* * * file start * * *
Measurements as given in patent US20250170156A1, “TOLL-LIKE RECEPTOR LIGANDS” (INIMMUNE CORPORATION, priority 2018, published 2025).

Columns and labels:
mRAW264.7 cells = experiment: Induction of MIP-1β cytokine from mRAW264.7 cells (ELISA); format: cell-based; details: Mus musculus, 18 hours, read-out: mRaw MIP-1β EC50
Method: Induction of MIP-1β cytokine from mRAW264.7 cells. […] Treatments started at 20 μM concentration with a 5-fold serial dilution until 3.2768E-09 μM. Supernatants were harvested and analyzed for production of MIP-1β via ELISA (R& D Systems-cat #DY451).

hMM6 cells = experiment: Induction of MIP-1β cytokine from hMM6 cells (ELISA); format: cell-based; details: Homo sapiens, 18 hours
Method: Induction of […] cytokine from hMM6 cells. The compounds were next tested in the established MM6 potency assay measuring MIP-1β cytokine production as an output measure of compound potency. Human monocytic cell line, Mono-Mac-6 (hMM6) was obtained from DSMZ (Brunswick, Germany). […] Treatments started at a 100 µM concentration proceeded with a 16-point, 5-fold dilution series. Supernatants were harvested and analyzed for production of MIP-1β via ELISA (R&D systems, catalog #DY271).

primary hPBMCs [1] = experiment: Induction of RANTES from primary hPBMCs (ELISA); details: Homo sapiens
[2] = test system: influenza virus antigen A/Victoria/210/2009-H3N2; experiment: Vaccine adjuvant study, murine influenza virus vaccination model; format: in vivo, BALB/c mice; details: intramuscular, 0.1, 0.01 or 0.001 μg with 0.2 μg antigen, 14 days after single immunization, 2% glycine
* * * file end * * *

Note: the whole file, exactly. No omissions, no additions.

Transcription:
Measurements as given in patent US20250170156A1, “TOLL-LIKE RECEPTOR LIGANDS” (INIMMUNE CORPORATION, priority 2018, published 2025).

Columns and labels:
mRAW264.7 cells = experiment: Induction of MIP-1β cytokine from mRAW264.7 cells (ELISA); format: cell-based; details: Mus musculus, 18 hours, read-out: mRaw MIP-1β EC50
Method: Induction of MIP-1β cytokine from mRAW264.7 cells. […] Treatments started at 20 μM concentration with a 5-fold serial dilution until 3.2768E-09 μM. Supernatants were harvested and analyzed for production of MIP-1β via ELISA (R& D Systems-cat #DY451).

hMM6 cells = experiment: Induction of MIP-1β cytokine from hMM6 cells (ELISA); format: cell-based; details: Homo sapiens, 18 hours
Method: Induction of […] cytokine from hMM6 cells. The compounds were next tested in the established MM6 potency assay measuring MIP-1β cytokine production as an output measure of compound potency. Human monocytic cell line, Mono-Mac-6 (hMM6) was obtained from DSMZ (Brunswick, Germany). […] Treatments started at a 100 µM concentration proceeded with a 16-point, 5-fold dilution series. Supernatants were harvested and analyzed for production of MIP-1β via ELISA (R&D systems, catalog #DY271).

primary hPBMCs [1] = experiment: Induction of RANTES from primary hPBMCs (ELISA); details: Homo sapiens
[2] = test system: influenza virus antigen A/Victoria/210/2009-H3N2; experiment: Vaccine adjuvant study, murine influenza virus vaccination model; format: in vivo, BALB/c mice; details: intramuscular, 0.1, 0.01 or 0.001 μg with 0.2 μg antigen, 14 days after single immunization, 2% glycine